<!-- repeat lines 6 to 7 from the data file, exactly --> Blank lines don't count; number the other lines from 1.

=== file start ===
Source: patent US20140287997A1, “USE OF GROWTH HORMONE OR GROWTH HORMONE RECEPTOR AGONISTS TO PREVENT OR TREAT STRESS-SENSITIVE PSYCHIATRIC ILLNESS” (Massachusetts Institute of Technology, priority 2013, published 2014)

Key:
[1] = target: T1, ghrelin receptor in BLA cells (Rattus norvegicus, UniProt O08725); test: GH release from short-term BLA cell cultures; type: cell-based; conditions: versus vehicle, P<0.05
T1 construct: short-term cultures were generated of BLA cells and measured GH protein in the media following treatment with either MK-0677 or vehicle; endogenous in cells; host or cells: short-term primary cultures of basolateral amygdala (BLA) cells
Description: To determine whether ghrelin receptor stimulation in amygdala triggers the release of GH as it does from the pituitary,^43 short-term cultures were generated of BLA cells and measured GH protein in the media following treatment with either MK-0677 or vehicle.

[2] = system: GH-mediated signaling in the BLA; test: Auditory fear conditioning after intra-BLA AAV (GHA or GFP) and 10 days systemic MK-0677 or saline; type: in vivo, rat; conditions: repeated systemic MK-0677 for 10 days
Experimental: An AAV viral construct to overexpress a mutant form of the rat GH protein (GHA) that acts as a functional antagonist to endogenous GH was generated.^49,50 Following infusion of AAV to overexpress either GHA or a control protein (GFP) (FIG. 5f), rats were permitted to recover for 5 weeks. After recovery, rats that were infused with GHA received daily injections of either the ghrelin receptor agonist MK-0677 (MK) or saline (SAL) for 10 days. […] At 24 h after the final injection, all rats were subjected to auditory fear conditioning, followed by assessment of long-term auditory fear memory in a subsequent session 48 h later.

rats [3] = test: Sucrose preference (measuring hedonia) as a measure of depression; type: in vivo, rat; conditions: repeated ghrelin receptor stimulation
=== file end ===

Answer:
[2] = system: GH-mediated signaling in the BLA; test: Auditory fear conditioning after intra-BLA AAV (GHA or GFP) and 10 days systemic MK-0677 or saline; type: in vivo, rat; conditions: repeated systemic MK-0677 for 10 days
Experimental: An AAV viral construct to overexpress a mutant form of the rat GH protein (GHA) that acts as a functional antagonist to endogenous GH was generated.^49,50 Following infusion of AAV to overexpress either GHA or a control protein (GFP) (FIG. 5f), rats were permitted to recover for 5 weeks. After recovery, rats that were infused with GHA received daily injections of either the ghrelin receptor agonist MK-0677 (MK) or saline (SAL) for 10 days. […] At 24 h after the final injection, all rats were subjected to auditory fear conditioning, followed by assessment of long-term auditory fear memory in a subsequent session 48 h later.